Humility Homes & Services has received enough financial support to continue increasing capacity this winter at its Davenport homeless shelter.
The winter emergency shelter (as part of the year-round shelter at 1016 W. 5th St., Davenport) will open Dec. 1, as Humility has received commitments from all cities and counties requested by Nov. 1, executive director Ashley Velez said Wednesday.
Funding from Moline, Rock Island, Davenport, Bettendorf, Scott County, and Rock Island County, along with other partners total $230,000 to expand winter shelter capacity. While specific funding amounts are yet to be finalized, these commitments have bolstered the organization’s confidence in providing critical support this winter.
In collaboration with local government entities, Humility Homes and Services is estimating approximately $150,000 in support from these cities and counties in the greater Quad Cities area, according to a Thursday news release.
Additional pledges from the state, Quad City Housing Council, and Downtown Davenport Partnership total approximately $80,000. The remaining funds needed to ensure the increased winter shelter capacity are expected to come from support of donors and the local funding community.
“We extend our heartfelt thanks to the city governments of Moline, Rock Island, Davenport, and Bettendorf, as well as Scott County and Rock Island County, for their visionary leadership and investment in this crucial endeavor,” said Ashley Velez, executive director of Humility Homes and Services. “Without their commitment and the stances they’ve taken, our expanded winter shelter capacity would not have been possible.”
“While we have secured substantial financial commitments, our work is far from over,” she said. “We continue to call upon our community for private donations of blankets, cold weather gear, hygiene products, and more. Together, we can make a significant impact on the lives of those who are most at risk.”
The organization remains steadfast in its commitment to building stability funds and devising a comprehensive community plan that will ultimately eliminate the need for increased winter shelter capacity in the future, the Thursday release said.
This milestone marks a significant step towards meeting the needs of the most vulnerable individuals in our community. “We believe that, as a community, we can work together to ensure that homelessness is not a recurring issue, and this expansion is a step in the right direction,” Velez said. “Your support, whether in the form of donations, volunteer hours, or advocacy, is invaluable in our mission.”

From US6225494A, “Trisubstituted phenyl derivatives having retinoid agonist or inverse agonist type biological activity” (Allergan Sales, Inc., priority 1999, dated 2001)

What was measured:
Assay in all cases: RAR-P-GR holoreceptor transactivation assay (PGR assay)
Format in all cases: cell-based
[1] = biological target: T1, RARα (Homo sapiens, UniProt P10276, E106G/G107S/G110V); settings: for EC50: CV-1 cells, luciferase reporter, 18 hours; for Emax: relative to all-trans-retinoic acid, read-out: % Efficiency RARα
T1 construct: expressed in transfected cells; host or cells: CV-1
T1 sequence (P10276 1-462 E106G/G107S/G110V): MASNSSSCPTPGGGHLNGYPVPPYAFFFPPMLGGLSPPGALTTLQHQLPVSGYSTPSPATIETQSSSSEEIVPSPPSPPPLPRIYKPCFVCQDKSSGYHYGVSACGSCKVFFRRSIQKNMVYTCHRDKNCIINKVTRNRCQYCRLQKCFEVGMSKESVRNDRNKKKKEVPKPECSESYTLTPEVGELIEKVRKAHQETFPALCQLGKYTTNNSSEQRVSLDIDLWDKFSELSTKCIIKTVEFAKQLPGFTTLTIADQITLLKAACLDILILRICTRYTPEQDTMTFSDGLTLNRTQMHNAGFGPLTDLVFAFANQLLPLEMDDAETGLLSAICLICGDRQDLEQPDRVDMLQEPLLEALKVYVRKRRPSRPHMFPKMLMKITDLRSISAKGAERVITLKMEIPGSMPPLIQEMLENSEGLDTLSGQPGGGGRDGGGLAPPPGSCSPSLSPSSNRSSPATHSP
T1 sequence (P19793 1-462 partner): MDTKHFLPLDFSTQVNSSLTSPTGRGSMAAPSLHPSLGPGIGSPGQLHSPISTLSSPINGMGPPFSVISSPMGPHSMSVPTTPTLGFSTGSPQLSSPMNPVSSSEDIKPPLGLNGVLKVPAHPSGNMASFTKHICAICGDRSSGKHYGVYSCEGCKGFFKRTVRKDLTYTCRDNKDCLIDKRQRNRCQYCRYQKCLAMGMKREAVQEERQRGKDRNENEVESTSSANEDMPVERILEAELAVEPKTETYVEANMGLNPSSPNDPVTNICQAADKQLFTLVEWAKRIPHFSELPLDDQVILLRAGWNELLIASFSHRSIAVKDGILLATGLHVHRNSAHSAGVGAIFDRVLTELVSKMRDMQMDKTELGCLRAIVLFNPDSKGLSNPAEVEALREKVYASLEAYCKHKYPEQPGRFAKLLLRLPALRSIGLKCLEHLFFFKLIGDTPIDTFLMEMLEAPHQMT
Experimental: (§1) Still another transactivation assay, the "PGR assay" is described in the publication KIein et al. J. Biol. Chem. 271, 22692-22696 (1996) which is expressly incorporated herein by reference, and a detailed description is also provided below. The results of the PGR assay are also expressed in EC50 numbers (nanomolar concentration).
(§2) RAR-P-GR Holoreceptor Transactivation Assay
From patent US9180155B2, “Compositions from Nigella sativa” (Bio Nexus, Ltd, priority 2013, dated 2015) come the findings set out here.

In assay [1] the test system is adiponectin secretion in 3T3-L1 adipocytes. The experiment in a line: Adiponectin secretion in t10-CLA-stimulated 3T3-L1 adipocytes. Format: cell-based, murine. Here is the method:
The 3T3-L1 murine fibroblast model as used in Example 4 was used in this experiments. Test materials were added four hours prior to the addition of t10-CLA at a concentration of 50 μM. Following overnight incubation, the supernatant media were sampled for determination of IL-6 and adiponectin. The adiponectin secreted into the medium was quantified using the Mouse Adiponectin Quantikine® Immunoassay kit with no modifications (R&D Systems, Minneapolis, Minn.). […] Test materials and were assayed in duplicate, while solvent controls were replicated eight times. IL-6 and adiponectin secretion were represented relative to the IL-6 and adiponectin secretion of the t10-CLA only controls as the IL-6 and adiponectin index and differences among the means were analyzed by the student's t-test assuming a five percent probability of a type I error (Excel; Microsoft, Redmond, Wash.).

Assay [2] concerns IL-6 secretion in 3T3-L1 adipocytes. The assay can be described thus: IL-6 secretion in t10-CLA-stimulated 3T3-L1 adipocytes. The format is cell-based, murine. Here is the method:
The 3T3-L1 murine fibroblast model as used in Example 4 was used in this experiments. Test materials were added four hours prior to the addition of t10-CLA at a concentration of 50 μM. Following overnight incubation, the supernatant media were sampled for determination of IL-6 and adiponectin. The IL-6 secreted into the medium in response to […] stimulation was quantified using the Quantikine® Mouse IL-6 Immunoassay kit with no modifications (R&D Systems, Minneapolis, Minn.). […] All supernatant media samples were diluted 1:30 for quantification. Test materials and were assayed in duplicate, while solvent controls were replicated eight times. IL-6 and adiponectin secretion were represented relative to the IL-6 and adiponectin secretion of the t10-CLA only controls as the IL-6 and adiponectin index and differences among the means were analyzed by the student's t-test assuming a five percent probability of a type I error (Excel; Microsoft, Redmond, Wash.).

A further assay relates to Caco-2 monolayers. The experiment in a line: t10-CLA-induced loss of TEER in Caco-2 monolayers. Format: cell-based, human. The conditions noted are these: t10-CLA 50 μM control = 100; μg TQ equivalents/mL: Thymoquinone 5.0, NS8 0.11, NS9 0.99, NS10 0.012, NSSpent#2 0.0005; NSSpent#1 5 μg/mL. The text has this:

But even as the capacity is increased in the year-round shelter, the nonprofit and the Quad Cities Housing Council are ending that practice after 2024.
Humility took over the shelter (in conjunction with the Quad Cities Housing Council) five years ago after King’s Harvest said they were going to close it, Velez said. That’s when they put together a five-year plan to phase out the increased winter capacity, which requires significant increases in staff, equipment and materials like bedding and blankets.
“The intention was to close the shelter, the need for the winter shelter within five years, because there were other working arms that are working, but there’s not enough investment overall,” Velez said recently.
They previously said they would not expand the shelter capacity this winter unless they received funding, “because we can’t — nor should we — take all the brunt of the financial burden of this,” she said.
The increased capacity typically goes from 80 served at once (year-round) to 130 in the winter, by opening the basement level with its own restrooms. They projected a larger amount to raise this year, because they want to end it and need to show they can do this together, Velez said.
Velez (who is vice chair of the Housing Council) said the winter shelter had served 386 people in 2018-19, and that number has steadily declined, to 144 last winter.
The implementation of the winter shelter adds a minimum of four additional full-time seasonal staff positions, an additional safety officer, and an increase in the demand for essential services, and basic needs.
For more information on Humility’s services, visit its website HERE.